Fuel Efficiency Standards Should be Modernized to Expand the Use of Advanced Fuels, Promote Driverless Technologies, and Strengthen U.S. Energy Security
In 2012, the U.S. National Highway Traffic Safety Administration (NHTSA) and the U.S. Environmental Protection Agency (EPA) together finalized a rulemaking establishing fuel efficiency standards for cars and light-duty trucks for model years 2017 through 2025. The 2012 rulemaking required that the agencies conduct a mid-term evaluation of the standards. The previous administration found the augural standards appropriate and issued the Final Determination in January 2017. After the new administration decided to reconsider the Final Determination, the agencies found that the previous standards were not appropriate. The proposed rule now begins the rulemaking process for new standards, which would maintain the standards from MY 2020 for MY 2021-2026.
SAFE has prepared a comprehensive response to the agencies, as part of their comment and feedback process. In these comments, SAFE states the opportunity to modernize the fuel efficiency standards while advancing the administration’s energy dominance agenda has never been greater. SAFE believes this goal can be achieved while meeting the needs of consumers, the automotive industry, and the nation. The SAFE response also adds:
Improved light-duty fuel efficiency has been critically important in lowering the oil intensity of the economy, which in turn strengthens U.S. economic and national security by insulating businesses and consumers from oil price volatility.
According to the agencies’ calculations, the cost to the U.S. of defending the global oil supply is zero. Failure to accurately assess the true military cost of protecting the global oil supply underestimates the value of the benefits. At minimum, approximately $81 billion per year is spent by the U.S. military protecting global oil supplies. The implicit subsidy for all petroleum consumers is approximately $11.25 per barrel of crude oil, or $0.28 per gallon.
Although the nation is undoubtedly more energy secure than it was before the revolution in U.S. shale oil 10 years ago, the United States’ dependence on oil continues to present significant economic and national security risks.
SAFE understands the agencies have expressed safety concerns regarding vehicle lightweighting, but existing research supports the finding that mass reduction can be safely integrated into the current vehicle fleet mix. The agencies’ own analysis confirms that mass changes will only bring about a small impact on the overall fatality rate.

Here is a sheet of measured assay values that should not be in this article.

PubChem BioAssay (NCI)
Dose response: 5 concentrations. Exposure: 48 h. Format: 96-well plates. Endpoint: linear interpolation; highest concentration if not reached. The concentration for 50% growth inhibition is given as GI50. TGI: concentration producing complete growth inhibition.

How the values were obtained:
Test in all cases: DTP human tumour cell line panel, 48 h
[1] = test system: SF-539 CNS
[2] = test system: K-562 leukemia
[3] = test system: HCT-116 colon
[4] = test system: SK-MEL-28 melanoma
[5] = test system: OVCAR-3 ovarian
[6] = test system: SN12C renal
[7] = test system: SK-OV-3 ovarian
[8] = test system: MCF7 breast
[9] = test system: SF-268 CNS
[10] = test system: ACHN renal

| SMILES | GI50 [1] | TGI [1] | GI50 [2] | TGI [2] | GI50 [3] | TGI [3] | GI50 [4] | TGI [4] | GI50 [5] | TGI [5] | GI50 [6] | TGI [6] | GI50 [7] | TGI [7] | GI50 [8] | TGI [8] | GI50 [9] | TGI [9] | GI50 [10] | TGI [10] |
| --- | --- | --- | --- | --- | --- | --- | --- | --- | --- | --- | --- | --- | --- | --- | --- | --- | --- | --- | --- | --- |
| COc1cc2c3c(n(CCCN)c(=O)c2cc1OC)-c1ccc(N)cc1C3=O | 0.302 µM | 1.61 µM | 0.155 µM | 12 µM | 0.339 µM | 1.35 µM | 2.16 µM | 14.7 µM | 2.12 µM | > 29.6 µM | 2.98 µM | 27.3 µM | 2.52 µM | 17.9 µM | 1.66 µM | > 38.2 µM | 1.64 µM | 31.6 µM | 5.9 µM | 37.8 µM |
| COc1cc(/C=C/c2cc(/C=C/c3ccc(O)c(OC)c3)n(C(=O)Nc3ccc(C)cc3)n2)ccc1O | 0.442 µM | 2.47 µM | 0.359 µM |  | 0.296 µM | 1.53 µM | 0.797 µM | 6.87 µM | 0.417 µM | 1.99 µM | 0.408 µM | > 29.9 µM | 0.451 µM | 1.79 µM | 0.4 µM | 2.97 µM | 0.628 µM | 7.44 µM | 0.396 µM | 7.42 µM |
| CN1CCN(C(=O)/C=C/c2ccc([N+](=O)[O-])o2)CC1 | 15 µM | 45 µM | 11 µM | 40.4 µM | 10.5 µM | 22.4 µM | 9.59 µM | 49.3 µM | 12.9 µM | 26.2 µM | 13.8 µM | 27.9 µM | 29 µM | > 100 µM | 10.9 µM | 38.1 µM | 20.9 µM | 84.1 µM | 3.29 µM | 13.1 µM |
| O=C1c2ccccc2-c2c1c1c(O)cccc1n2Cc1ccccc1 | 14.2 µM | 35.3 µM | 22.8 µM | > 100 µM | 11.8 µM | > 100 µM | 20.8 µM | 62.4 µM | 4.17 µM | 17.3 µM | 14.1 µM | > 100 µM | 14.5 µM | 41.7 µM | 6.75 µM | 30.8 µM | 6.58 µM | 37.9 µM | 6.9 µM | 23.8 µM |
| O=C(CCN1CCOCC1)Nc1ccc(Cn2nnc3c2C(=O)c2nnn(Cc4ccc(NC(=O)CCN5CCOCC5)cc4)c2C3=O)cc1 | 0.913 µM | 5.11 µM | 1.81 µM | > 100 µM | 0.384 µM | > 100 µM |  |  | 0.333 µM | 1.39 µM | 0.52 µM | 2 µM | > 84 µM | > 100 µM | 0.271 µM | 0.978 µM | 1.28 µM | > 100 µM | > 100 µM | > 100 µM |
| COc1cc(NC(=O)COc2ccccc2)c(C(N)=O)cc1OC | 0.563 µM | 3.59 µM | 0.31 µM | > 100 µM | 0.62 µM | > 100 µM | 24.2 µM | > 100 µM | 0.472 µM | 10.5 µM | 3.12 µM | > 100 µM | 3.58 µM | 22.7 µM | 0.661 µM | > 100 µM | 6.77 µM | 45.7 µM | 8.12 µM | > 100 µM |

SAFE disagrees that the standards have meaningfully contributed to higher vehicle prices and believes that existing data shows that fuel efficiency standards: do not contribute to higher vehicle prices; have not negatively impacted new vehicle sales; and are not keeping consumers in older, dirtier, and less safe vehicles.
The agencies propose a range of significant changes to the off-cycle technology program, including ending or sunsetting all off-cycle flexibilities. Any elimination, or phase-out, of the off-cycle technology adjustments would threaten to deter or delay investment in connected and automated vehicle technologies and runs counter to the goals of this rulemaking.
In addition, SAFE makes the following recommendations to the agencies:
SAFE believes the agencies should include the true military cost of protecting the global oil supply in their benefit-cost analysis.
We encourage the agencies to select an alternative that increases the stringency of the program by at least 2 percent per year.
Rather than focus on mass changes, SAFE urges the agencies to instead incentivize the introduction of advanced driver assistance technologies (ADAS) to reduce overall crash frequencies and fatalities.
The agencies should retain the off-cycle technology program, while considering a number of potential improvements tailored to accommodate truly innovative technologies.
SAFE believes that the agencies should seize this opportunity to enable greater long-term reductions in oil demand by continuing to incentivize advanced fuel vehicles such as those that operate on electricity, hydrogen, and natural gas.